Philadelphia looms large in American history. Independence Hall is where the Declaration of Independence was adopted and the U.S. Constitution drafted. It houses the Liberty Bell and Penn's Landing -- where William Penn arrived in 1685. But here's the real surprise -- it's a rather hip metropolis.
Most attractions are located in a finite space -- stretching from Rittenhouse Square, a lovely park bordered by cafes, bookshops and boutiques, to the Waterfront. Rocky ran up the steps of the Philadelphia Museum, but he would have been wiser to go in. Or taken advantage of the city's other cultural gems.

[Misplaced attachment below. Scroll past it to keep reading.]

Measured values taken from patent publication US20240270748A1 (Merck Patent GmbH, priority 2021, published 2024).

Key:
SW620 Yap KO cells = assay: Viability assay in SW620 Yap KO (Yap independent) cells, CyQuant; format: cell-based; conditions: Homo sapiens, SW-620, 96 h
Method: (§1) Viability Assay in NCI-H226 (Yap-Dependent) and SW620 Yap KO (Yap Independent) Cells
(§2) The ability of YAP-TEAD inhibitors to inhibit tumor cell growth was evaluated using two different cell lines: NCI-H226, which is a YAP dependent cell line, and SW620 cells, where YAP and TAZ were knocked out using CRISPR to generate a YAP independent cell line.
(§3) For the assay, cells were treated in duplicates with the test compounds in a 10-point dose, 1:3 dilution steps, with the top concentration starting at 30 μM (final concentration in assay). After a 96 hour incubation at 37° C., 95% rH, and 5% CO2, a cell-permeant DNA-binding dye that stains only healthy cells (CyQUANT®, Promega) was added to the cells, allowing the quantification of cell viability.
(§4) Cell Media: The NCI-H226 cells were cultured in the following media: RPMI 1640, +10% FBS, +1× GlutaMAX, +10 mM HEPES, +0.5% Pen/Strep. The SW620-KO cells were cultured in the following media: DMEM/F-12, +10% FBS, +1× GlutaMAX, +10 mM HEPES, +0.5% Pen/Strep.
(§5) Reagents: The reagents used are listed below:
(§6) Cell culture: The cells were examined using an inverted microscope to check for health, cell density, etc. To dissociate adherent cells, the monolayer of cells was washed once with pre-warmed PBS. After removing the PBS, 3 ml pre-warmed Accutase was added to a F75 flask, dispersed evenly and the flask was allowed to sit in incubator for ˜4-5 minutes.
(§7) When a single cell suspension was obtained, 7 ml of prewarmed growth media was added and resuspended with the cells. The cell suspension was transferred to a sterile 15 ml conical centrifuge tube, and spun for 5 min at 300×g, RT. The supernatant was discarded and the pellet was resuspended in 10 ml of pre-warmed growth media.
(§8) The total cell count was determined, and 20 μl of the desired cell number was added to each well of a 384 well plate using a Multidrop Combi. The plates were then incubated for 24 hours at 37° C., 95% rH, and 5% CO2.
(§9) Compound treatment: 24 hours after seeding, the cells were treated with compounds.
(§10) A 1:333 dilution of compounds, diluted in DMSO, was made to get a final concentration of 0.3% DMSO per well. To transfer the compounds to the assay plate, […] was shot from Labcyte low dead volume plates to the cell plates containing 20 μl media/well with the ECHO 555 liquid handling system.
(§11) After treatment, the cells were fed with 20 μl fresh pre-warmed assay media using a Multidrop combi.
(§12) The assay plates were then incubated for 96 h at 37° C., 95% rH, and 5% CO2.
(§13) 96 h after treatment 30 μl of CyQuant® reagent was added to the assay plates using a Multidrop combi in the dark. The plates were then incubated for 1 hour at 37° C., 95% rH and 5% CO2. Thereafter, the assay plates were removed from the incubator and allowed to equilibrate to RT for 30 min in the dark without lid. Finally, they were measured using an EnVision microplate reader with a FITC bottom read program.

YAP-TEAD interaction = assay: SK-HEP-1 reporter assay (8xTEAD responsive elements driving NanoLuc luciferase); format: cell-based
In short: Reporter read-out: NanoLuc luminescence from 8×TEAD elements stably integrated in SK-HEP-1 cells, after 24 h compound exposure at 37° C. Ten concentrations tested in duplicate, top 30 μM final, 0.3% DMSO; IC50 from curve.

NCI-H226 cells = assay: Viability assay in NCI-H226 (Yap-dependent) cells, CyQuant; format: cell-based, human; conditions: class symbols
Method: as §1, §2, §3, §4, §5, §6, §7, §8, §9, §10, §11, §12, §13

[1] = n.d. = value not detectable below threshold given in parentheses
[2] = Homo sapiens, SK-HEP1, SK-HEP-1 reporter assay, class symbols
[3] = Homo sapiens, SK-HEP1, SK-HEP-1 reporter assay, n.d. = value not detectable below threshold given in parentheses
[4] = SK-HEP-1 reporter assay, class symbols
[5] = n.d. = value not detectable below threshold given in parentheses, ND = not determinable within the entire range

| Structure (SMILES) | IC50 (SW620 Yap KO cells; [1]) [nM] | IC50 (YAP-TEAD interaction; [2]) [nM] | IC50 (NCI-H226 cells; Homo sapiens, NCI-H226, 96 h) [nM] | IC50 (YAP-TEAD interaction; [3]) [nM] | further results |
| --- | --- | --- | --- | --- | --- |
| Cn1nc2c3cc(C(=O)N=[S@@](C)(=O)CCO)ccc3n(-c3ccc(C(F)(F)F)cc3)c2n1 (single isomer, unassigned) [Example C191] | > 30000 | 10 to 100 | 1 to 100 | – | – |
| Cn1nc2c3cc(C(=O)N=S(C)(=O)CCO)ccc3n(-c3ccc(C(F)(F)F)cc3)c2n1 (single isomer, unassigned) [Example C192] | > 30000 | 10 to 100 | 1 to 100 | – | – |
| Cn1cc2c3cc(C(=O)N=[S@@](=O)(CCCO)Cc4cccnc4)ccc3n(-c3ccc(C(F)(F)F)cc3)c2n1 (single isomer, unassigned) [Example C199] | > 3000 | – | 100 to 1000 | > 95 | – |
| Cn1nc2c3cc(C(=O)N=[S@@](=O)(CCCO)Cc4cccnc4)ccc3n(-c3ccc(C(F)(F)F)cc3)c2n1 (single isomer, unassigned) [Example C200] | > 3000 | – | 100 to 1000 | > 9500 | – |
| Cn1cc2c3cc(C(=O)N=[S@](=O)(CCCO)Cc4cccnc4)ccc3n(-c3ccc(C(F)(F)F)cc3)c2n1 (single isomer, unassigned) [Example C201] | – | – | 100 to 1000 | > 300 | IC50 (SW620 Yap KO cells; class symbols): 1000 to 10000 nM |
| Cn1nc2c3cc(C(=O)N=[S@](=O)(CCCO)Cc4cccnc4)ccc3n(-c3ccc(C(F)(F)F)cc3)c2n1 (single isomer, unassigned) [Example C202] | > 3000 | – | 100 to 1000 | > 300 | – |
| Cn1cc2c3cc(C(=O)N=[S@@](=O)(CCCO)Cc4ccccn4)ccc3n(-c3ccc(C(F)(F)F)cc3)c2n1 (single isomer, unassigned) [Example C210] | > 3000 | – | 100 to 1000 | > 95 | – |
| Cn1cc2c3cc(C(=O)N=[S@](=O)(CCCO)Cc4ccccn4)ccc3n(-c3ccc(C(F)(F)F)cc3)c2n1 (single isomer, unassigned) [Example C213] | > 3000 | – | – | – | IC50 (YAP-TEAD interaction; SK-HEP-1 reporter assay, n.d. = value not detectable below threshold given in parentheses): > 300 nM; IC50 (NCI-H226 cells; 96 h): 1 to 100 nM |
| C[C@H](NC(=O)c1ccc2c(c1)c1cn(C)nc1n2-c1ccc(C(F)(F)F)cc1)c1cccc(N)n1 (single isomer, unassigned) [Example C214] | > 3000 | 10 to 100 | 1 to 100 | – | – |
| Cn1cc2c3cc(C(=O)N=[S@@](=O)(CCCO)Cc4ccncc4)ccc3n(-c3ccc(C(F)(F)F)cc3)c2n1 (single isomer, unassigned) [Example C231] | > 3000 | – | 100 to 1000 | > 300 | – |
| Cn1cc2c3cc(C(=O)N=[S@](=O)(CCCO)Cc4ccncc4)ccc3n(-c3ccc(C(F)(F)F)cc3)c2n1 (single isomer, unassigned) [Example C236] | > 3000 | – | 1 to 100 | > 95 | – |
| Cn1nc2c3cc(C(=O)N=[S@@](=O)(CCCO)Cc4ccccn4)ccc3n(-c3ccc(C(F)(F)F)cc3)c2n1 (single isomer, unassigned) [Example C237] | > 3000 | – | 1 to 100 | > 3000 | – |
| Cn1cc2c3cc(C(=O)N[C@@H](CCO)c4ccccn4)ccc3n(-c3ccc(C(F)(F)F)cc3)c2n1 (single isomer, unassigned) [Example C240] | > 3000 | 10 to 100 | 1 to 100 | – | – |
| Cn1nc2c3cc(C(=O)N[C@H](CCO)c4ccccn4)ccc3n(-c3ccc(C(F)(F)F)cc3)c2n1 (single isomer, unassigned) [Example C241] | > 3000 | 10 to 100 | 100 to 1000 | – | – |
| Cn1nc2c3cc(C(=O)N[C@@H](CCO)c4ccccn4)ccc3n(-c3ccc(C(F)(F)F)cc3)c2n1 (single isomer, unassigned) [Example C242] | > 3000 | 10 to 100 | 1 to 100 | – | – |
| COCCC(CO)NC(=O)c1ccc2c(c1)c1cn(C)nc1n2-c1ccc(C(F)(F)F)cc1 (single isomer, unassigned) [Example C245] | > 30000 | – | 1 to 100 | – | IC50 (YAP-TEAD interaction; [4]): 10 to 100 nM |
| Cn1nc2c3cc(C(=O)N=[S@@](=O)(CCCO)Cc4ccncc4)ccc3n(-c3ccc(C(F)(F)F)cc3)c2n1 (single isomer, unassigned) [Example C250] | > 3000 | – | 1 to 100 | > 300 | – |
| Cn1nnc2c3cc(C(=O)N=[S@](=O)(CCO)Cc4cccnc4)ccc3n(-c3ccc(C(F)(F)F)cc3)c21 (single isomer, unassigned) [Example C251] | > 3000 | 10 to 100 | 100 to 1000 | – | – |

For openers, Philadelphia is neatly laid out, a compact Center City, which explains its many walking tours. From Franklin's Footsteps (phillytour.com) to architectural tours -- the Art Deco walk meets June 11 and The Gilded Age June 25 (email@example.com) -- there is something for everyone.
Foodies should check out the Sixth Annual Great Chefs Event June 14, when acclaimed chef Marc Vetri joins Top Chef's Tom Colicchio and Iron Chef Jose Garces, among 30 others, for a food and music festival to benefit a foundation for childhood cancer (Urban Outfitters, 5000 S. Broad Street).
If time is pressing, public transport -- the SEPTA and the Phlash trolley -- is everywhere. Market Street, a main thoroughfare, is the nucleus; many sights are on or near it.